African American Educators & Education
What were the different ways in which African Americans worked to improve education in Omaha?
"Work Hard and Do the Best You Can Do"
Education in Omaha
African Americans have faced numerous obstacles over the years including several within the field of education. From segregation to unfair hiring practices, to outdated textbooks, to dilapidated buildings, African Americans are still persevering. African American parents realized that their children were not receiving an equal education and decided to take legal action against the Omaha Public Schools district in the hopes of having a more integrated educational system. The courts intervened to assist in the desegregation of Omaha Public Schools. Eventually, mandatory busing was put into place essentially integrating the district in the 1970's. In 1999 the Omaha Public School district ended mandatory busing. Students could then choose to go to any school they wanted, but most chose their neighborhood schools. Due to the issues surrounding redlining, the practice of steering members of certain racial groups to live in certain areas of the city, race-based neighborhoods are causing the classroom images of segregation from the past to slowly creep back into some schools.
Lucinda Gamble (Mrs. John Williams) and Dr. Eugene Skinner
In 1895 Lucinda Gamble (later Mrs. John Williams) was hired as the first African American teacher in the Omaha Public Schools.
The hiring of African American teachers continued to be a rare occurrence over the next 50 years. In the 1960s, Omaha’s school district reached a turning point, and the hiring of African American teachers started to become more fair and frequent, although, improvements in hiring practices can still be made today.
There have been many African American teachers in Omaha schools that have made a significant impact on the community. One of these educators who paved the way for future African American educators was Dr. Eugene Skinner. Dr. Skinner was first hired as a full time teacher in the Omaha school district in 1940. He was the first African American: named principal of an Omaha school in 1947; named principal of an Omaha Jr. High school in 1965; administrator in the Omaha school district in 1968; and assistant superintendent in 1969.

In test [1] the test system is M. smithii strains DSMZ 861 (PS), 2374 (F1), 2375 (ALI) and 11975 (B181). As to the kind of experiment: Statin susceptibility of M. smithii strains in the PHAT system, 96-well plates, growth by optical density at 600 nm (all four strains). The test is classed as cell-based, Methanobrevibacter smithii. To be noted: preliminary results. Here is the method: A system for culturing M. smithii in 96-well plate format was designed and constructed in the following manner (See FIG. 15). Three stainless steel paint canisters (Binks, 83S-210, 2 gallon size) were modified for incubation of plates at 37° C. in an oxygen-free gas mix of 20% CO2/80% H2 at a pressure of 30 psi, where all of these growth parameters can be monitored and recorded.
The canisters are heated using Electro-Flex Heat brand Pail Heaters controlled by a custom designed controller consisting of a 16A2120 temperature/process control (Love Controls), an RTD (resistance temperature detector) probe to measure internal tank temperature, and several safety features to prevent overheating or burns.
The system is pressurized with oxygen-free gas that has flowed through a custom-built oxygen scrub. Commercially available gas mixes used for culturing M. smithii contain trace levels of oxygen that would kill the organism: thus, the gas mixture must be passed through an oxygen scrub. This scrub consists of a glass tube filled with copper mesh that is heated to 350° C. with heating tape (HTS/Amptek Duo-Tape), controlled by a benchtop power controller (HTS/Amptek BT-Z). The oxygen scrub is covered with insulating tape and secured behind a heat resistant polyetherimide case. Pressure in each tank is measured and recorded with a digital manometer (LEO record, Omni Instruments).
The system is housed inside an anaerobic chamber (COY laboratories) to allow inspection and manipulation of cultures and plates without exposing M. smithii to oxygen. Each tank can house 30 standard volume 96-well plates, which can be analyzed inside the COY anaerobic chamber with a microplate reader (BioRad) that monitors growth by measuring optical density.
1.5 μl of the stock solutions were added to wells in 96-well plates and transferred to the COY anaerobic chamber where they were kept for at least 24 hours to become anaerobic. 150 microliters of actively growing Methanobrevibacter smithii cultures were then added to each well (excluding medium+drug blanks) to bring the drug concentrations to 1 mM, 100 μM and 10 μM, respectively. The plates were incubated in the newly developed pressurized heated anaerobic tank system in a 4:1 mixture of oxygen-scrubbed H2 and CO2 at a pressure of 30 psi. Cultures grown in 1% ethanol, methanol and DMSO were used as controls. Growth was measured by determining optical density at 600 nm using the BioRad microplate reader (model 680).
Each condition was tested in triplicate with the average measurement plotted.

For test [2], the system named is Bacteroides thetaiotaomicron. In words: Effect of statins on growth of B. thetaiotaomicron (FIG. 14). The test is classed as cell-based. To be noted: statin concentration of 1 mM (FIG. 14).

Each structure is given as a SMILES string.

Busing Changes The Omaha Public Schools
While laws did not mandate segregated education in the North as they had in the South, housing patterns and numerous decisions by policy-makers nonetheless resulted in the de facto segregation of Omaha schools.
In 1971, the U.S. Supreme Court ruled that federal courts could order busing to integrate public schools and in 1976 a federal court order mandated busing in the Omaha Public School system. The decision increased racial tension in the city causing some white Omaha residents, who wanted to block the new busing policy, to raise money and distribute "no busing" bumper stickers in protest. During this period, white student enrollment in OPS decreased dramatically, placing the majority of the busing burden on African-American students who were encouraged to travel, often long distances, to predominantly white schools.
Mandatory busing in Omaha ended in 1999 when the district adopted an open enrollment policy based on income instead of race. Yet, evidence of re-segregation in the early 2000s prompted a controversial new plan creating three distinct learning communities controlled by Omaha neighborhoods organized largely around patterns of race and ethnicity. Race and education policy continue to be hotly debated in Omaha to this day.